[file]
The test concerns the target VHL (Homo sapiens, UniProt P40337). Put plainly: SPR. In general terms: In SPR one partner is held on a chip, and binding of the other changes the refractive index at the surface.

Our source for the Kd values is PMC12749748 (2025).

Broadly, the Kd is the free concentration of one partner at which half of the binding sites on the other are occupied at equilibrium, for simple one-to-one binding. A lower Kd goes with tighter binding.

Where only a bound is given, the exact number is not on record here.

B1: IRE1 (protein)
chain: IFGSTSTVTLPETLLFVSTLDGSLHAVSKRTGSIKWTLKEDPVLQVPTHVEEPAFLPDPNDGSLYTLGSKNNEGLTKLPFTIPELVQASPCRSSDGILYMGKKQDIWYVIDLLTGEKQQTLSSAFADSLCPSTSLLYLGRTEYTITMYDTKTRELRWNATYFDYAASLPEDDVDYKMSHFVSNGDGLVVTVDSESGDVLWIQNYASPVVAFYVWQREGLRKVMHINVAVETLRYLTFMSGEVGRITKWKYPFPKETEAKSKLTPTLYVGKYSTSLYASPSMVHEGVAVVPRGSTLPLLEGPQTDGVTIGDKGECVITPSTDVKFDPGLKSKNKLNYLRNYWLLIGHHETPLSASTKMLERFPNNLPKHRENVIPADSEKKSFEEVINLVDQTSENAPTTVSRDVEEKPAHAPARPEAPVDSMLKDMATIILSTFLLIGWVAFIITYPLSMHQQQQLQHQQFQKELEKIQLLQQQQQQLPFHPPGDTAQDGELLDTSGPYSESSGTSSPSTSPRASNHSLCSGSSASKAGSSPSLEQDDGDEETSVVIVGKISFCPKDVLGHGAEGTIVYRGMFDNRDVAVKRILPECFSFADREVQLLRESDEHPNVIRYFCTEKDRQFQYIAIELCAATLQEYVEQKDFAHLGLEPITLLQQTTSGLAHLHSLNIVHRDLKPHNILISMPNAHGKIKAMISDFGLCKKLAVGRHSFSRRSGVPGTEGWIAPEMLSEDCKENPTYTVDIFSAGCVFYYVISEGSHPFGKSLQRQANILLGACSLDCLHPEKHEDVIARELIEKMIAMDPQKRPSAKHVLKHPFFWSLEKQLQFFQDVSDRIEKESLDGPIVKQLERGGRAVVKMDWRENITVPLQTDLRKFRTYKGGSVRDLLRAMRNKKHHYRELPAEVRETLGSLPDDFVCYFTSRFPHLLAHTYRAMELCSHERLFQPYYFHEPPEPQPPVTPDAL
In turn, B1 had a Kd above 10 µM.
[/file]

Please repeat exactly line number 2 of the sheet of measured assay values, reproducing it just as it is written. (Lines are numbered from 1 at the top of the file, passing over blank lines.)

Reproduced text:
Our source for the Kd values is PMC12749748 (2025).